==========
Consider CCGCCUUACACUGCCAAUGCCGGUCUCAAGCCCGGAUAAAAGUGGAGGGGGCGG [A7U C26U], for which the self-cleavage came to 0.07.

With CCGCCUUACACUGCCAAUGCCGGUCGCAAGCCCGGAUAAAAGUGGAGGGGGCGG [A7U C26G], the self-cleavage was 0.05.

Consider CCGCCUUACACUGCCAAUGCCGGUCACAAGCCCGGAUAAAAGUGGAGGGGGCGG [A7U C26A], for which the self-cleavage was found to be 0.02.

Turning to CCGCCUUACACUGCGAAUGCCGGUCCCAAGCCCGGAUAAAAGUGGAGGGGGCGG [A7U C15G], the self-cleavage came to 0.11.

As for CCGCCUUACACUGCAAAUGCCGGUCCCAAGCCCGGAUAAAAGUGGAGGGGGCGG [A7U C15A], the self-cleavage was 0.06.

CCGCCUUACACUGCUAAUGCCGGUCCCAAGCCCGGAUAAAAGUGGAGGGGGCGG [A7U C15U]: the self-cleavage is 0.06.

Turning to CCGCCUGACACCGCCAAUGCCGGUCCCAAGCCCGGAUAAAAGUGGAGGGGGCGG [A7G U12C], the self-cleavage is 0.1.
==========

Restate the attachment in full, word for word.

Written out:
Consider CCGCCUUACACUGCCAAUGCCGGUCUCAAGCCCGGAUAAAAGUGGAGGGGGCGG [A7U C26U], for which the self-cleavage came to 0.07.

With CCGCCUUACACUGCCAAUGCCGGUCGCAAGCCCGGAUAAAAGUGGAGGGGGCGG [A7U C26G], the self-cleavage was 0.05.

Consider CCGCCUUACACUGCCAAUGCCGGUCACAAGCCCGGAUAAAAGUGGAGGGGGCGG [A7U C26A], for which the self-cleavage was found to be 0.02.

Turning to CCGCCUUACACUGCGAAUGCCGGUCCCAAGCCCGGAUAAAAGUGGAGGGGGCGG [A7U C15G], the self-cleavage came to 0.11.

As for CCGCCUUACACUGCAAAUGCCGGUCCCAAGCCCGGAUAAAAGUGGAGGGGGCGG [A7U C15A], the self-cleavage was 0.06.

CCGCCUUACACUGCUAAUGCCGGUCCCAAGCCCGGAUAAAAGUGGAGGGGGCGG [A7U C15U]: the self-cleavage is 0.06.

Turning to CCGCCUGACACCGCCAAUGCCGGUCCCAAGCCCGGAUAAAAGUGGAGGGGGCGG [A7G U12C], the self-cleavage is 0.1.